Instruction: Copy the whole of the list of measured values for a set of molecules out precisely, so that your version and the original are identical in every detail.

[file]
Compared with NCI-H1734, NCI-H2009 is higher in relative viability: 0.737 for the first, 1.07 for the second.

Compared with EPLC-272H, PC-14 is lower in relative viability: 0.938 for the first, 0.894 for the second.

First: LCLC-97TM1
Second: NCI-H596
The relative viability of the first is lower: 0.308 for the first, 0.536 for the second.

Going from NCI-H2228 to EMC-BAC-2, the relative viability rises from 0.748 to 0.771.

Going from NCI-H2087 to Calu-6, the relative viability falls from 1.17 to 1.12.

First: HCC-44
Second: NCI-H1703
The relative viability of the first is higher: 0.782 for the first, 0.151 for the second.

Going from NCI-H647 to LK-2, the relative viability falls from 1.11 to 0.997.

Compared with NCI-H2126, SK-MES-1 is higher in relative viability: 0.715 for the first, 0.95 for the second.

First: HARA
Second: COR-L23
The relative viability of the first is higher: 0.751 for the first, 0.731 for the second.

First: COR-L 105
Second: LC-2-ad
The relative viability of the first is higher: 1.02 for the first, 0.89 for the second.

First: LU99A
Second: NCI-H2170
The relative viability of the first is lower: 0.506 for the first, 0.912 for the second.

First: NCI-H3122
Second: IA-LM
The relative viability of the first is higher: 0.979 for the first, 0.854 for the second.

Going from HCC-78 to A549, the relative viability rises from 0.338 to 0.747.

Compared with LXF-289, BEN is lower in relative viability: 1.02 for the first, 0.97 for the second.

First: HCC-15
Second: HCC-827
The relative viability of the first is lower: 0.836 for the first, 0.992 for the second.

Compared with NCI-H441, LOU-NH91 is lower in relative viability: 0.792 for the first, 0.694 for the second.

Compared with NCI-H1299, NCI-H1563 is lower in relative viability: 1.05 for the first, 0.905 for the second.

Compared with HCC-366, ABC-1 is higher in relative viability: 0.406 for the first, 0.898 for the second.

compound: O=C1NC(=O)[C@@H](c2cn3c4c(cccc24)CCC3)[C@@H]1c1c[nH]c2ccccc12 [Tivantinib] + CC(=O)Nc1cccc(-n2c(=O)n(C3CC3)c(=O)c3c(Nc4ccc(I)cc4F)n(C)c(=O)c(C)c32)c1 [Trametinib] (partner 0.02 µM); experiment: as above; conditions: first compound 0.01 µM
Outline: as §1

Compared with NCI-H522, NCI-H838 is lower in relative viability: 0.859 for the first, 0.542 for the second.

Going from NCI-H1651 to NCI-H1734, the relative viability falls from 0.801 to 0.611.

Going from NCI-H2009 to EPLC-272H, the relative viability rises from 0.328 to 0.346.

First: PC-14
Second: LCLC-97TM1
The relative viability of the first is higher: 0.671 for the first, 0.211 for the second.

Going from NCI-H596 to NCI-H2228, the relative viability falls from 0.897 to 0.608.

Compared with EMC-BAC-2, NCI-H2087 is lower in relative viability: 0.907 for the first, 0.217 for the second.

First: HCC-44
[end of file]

Compared with NCI-H1734, NCI-H2009 is higher in relative viability: 0.737 for the first, 1.07 for the second.

Compared with EPLC-272H, PC-14 is lower in relative viability: 0.938 for the first, 0.894 for the second.

First: LCLC-97TM1
Second: NCI-H596
The relative viability of the first is lower: 0.308 for the first, 0.536 for the second.

Going from NCI-H2228 to EMC-BAC-2, the relative viability rises from 0.748 to 0.771.

Going from NCI-H2087 to Calu-6, the relative viability falls from 1.17 to 1.12.

First: HCC-44
Second: NCI-H1703
The relative viability of the first is higher: 0.782 for the first, 0.151 for the second.

Going from NCI-H647 to LK-2, the relative viability falls from 1.11 to 0.997.

Compared with NCI-H2126, SK-MES-1 is higher in relative viability: 0.715 for the first, 0.95 for the second.

First: HARA
Second: COR-L23
The relative viability of the first is higher: 0.751 for the first, 0.731 for the second.

First: COR-L 105
Second: LC-2-ad
The relative viability of the first is higher: 1.02 for the first, 0.89 for the second.

First: LU99A
Second: NCI-H2170
The relative viability of the first is lower: 0.506 for the first, 0.912 for the second.

First: NCI-H3122
Second: IA-LM
The relative viability of the first is higher: 0.979 for the first, 0.854 for the second.

Going from HCC-78 to A549, the relative viability rises from 0.338 to 0.747.

Compared with LXF-289, BEN is lower in relative viability: 1.02 for the first, 0.97 for the second.

First: HCC-15
Second: HCC-827
The relative viability of the first is lower: 0.836 for the first, 0.992 for the second.

Compared with NCI-H441, LOU-NH91 is lower in relative viability: 0.792 for the first, 0.694 for the second.

Compared with NCI-H1299, NCI-H1563 is lower in relative viability: 1.05 for the first, 0.905 for the second.

Compared with HCC-366, ABC-1 is higher in relative viability: 0.406 for the first, 0.898 for the second.

compound: O=C1NC(=O)[C@@H](c2cn3c4c(cccc24)CCC3)[C@@H]1c1c[nH]c2ccccc12 [Tivantinib] + CC(=O)Nc1cccc(-n2c(=O)n(C3CC3)c(=O)c3c(Nc4ccc(I)cc4F)n(C)c(=O)c(C)c32)c1 [Trametinib] (partner 0.02 µM); experiment: as above; conditions: first compound 0.01 µM
Outline: as §1

Compared with NCI-H522, NCI-H838 is lower in relative viability: 0.859 for the first, 0.542 for the second.

Going from NCI-H1651 to NCI-H1734, the relative viability falls from 0.801 to 0.611.

Going from NCI-H2009 to EPLC-272H, the relative viability rises from 0.328 to 0.346.

First: PC-14
Second: LCLC-97TM1
The relative viability of the first is higher: 0.671 for the first, 0.211 for the second.

Going from NCI-H596 to NCI-H2228, the relative viability falls from 0.897 to 0.608.

Compared with EMC-BAC-2, NCI-H2087 is lower in relative viability: 0.907 for the first, 0.217 for the second.

First: HCC-44